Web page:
As Denzel Washington plays him, Lucas is basically an African-American Michael Corleone; he's suave and restrained, capable of the occasional (and unconvincing) burst of violence; about the deepest subtext one senses in his performance is a hunger to at least be nominated for yet another golden doorstop (as noted, no such luck). Jacobson's article (and Jacobson's October 2007 interview of the man talking with fellow gangster Nicky Barnes (played in the movie with lively gusto by Cuba Gooding, Jr.)) reveals a more expansive, forceful personality, one skillfully able to present himself as a hardworking businessman with a bent but nevertheless still working set of principles. Jacobson's Lucas is a bullshit artist extraordinaire, part candor ("It’s not something Frank (Barnes) or I would tell any of our children to get into"), part glamorizing spin ("A drug dealer gonna live to his word. I’m not talking about a junkie. I’m talking about a man like Frank Lucas or Nicky Barnes"). Lucas at the age of 77 and confined to a wheelchair shows more life, energy and outsized humor than Washington ever does in the entire picture; Gooding on the other hand captures enough of Barnes' style to make an impression onscreen, but throws the picture off-balance--generally not a good thing when the supporting performer out-acts the lead.
For this film director Scott eschews his trademark burnt-orange, dustmote-drenched lighting in favor of the kind of bright 'n gritty '70s-style cinematography pioneered by Vilmos Zsigmond and Laszlo Kovacs. But the expert reproduction of a long-ago look is disastrously employed, to photograph needles plunging into scarred arms, babies crying helplessly beside their dead, overdosed parents--images that would seem heavy-handed in an anti-drug TV commercial, much less this movie. When the picture goes into action, it's standard-issue handheld footage, cut chop-suey style for extra oomph; Scott's been making films for--what, thirty years?--and he still doesn't seem to know the first thing about shooting a coherent action sequence. He does best staging elaborate shots that last minutes at a time, allowing you to drink in all the period detail and atmosphere and production design, only this time the period is New York in the 70s, possibly the one era Scott hasn't a clue how to evoke properly.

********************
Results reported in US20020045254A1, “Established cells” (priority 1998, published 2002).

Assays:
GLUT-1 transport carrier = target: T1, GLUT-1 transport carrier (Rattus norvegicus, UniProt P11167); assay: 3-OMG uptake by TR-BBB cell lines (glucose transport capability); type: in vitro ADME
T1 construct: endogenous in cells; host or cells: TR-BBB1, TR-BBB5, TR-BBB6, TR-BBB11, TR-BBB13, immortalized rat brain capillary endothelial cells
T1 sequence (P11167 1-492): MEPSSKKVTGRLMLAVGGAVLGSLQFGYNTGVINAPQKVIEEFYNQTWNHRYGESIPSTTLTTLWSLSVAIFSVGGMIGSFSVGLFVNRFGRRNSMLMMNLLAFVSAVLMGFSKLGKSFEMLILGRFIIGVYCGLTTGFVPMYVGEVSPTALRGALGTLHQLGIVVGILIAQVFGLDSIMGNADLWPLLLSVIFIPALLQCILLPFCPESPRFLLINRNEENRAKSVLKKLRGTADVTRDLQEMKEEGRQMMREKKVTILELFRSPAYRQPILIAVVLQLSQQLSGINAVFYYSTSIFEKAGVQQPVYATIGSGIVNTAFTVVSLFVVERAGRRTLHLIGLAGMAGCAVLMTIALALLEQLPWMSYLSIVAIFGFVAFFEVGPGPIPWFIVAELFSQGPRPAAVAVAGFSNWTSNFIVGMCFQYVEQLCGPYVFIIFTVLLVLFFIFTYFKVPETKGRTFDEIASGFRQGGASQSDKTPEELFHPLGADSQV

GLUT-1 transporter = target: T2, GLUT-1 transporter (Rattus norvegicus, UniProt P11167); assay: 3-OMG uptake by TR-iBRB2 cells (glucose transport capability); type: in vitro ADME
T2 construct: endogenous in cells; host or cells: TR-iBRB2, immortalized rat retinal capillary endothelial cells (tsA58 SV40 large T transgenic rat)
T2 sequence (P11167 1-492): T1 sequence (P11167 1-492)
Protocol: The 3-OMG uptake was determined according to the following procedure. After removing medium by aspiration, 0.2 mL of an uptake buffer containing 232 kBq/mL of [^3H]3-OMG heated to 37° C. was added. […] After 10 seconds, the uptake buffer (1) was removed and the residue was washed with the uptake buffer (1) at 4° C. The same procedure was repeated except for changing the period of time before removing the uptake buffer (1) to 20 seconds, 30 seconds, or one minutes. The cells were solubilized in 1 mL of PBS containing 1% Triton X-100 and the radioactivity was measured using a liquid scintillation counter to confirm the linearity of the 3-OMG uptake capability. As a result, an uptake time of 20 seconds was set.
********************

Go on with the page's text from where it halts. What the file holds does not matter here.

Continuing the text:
The movie suffers even more when put against the near-miraculous achievement of James Gray's We Own the Night (2007) which came out around the same time, set in the same period (actually the '80s--but with many of the detritus and accoutrements of the previous decade). Gray has more than filmmaking talent, he has a distinct sensibility, one that likes to take a step back and apprehend its characters--usually standing against a door frame or striding down a hallway--while they introduce themselves to us with tiny gestures or brief but revealing expressions. His handheld footage needs no apologies--when during a surprise ambush he gives us Joaquin Phoenix's panicked appraisal of the dashboard and windshield of the car he's driving (plus glimpses of the pair of cars (one of them driven by his father, the other by hired assassins) racing beside him), he's showing us a world suddenly spun out of control, showing us chaos in full bloom, and Phoenix's utter helplessness in the face of it. It's amazing, really, how a great film like We Own the Night can be completely ignored in this year's horse races, while something like American Gangster is able to pick up a few Guild awards, some technical Oscars, even a few Golden Globes (nominations, all). Well, maybe not so amazing--it's Hollywood, after all, the land that's been refracted through the looking-glass so many times you're not sure what direction is what, or what constitutes reality, anymore.
(First published in Businessworld, 1/25/08)